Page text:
Conference diary: Thank God it's over

CHarlotte Henry: 'This was a serious speech, from a serious prime minister, at a serious time.'
CHarlotte Henry: 'This was a serious speech, from a serious prime minister, at a serious time.'

By Charlotte Henry

We can all relax again. Conference season is finally over. David Cameron has addressed the faithful, assorted lobbyists, and the few MPs who bothered to turn up. All in all it seems to have gone down well.

To be fair, Cameron did have the perfect warm up acts. Olympic hero (and former Tory MP) Sebastian Coe was first, followed by New York mayor Michael Bloomberg. By the time the ever popular William Hague arrived to introduce the 'Big Brother Best Bits video' and the prime minister, the crowd were already in an upbeat mood.

Cameron chose not to play on that though. This was a serious speech, from a serious prime minister, at a serious time. Cameron didn't do the traditional start of a few jokes, but went straight into the business of reforms and the economy.


Indeed he adopted quite a personal tone early on, speaking of his late son Ivan and the perception of disability in this country. His voice genuinely broke, and for one gut wrenching moment it looked like he might actually shed a tear on stage. Samantha Cameron sitting in the audience did cry, with the BBC cameras cruelly capturing this rather personal moment. Cameron returned to his personal theme right at the end, referencing his father, now also sadly passed away.

These moments aside, the prime minister didn't mimic the overly personal nature of Ed Miliband a few days earlier. He filled his speech with substance, staring right down the barrel of the camera. He knew he had to talk to people at home more than those in the hall.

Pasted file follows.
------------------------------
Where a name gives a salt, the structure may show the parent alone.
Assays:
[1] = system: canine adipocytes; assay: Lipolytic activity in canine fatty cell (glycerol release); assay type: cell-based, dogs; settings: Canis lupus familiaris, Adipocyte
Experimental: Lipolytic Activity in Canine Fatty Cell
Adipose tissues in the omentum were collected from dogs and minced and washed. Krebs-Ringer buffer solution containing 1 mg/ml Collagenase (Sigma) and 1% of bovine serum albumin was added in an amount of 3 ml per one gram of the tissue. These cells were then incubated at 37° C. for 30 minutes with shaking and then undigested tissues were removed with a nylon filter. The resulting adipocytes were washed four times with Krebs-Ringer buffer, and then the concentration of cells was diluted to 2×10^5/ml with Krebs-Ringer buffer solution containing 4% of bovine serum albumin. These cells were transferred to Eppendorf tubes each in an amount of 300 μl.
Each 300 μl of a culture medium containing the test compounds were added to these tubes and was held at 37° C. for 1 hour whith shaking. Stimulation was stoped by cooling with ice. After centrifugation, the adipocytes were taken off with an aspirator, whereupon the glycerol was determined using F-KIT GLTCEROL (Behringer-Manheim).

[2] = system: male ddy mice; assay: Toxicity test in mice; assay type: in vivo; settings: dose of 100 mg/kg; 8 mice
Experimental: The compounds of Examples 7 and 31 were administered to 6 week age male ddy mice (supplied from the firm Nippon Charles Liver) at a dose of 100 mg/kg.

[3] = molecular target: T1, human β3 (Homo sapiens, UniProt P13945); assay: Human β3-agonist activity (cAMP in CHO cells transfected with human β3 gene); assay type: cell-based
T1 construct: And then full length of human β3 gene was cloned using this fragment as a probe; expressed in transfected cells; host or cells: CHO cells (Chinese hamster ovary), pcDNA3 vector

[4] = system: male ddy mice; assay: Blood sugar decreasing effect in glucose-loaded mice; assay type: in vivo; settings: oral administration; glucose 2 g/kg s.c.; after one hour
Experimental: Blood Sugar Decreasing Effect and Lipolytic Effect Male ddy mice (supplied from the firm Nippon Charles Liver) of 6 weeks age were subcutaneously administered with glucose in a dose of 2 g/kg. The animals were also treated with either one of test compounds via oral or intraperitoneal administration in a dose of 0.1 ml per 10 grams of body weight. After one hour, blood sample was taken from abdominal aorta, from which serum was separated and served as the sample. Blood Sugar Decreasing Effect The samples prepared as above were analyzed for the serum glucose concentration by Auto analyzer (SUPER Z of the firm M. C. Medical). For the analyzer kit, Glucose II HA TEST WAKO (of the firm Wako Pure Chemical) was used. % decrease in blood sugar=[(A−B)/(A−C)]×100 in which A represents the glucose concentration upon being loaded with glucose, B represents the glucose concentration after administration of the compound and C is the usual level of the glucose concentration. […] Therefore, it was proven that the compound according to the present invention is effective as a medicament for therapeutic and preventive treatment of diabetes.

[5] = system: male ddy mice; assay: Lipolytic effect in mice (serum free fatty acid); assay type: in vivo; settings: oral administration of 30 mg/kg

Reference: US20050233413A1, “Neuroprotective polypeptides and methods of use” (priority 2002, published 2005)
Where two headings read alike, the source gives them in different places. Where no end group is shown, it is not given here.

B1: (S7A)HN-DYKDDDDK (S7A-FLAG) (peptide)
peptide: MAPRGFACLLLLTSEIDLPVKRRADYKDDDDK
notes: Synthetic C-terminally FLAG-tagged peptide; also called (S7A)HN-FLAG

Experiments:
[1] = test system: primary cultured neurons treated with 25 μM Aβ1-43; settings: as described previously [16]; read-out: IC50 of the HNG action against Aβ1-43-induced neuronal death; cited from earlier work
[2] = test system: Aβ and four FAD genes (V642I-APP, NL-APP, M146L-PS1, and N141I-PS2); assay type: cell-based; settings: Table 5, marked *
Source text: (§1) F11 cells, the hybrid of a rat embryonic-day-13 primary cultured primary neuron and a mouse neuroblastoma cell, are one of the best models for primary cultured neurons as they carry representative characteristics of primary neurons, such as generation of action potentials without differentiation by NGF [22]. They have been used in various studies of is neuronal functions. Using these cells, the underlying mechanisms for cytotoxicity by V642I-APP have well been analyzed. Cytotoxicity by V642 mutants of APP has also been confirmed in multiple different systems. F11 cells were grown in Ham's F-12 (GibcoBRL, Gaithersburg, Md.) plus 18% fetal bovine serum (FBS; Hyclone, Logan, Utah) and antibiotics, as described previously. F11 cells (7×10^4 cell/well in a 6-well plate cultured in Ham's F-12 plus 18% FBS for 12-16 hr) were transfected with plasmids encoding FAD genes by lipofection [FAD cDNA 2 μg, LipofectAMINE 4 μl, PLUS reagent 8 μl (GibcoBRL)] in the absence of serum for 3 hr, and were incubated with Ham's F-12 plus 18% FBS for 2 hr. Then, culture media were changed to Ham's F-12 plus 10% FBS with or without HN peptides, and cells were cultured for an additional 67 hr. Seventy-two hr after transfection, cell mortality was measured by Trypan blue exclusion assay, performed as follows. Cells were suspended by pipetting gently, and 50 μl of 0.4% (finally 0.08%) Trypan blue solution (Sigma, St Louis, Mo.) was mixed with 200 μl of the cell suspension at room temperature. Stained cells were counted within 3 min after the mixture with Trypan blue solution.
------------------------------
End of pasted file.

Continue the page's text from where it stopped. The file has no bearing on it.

He clearly hasn't given up his Cameroon agenda either. He called the Conservatives “the party of the NHS”, and reiterated his pride in the commitment to foreign aid. However, he didn't mention or praise by name Andrew Mitchell, who until recently was responsible for that department, and was noticeably absent from the Conference.

Cameron was at his best when he attacked Ed Milliband head on.  Labour spin doctors will no doubt take this need to counter attack as a sign of defensiveness but, as in football, the counter, if executed quickly, efficiently and by the right players can be a devastating form of attack.

Unquestionably Cameron's best line was describing Labour as the party of "one notion – borrowing" instead of one nation. If that line was a bit Westminster orientated, he also had a very powerful section attacking the cartoon caricature of Conservatives, which built into his modern, compassionate narrative well.

There will be some things that make the Lib Dems twitch from this speech - talk of cuts to certain welfare, and benefits and so on - but I can't see Cameron having incited too many public battle lines on this occasion. He did though undoubtedly fire the starting pistol (see, I can get an Olympic metaphor in too) on the 2015 general election campaign.

After this performance, he just made that race a little bit harder for Ed Miliband to run.

Charlotte runs the blog digitalpolitico.net. Follow her on Twitter.

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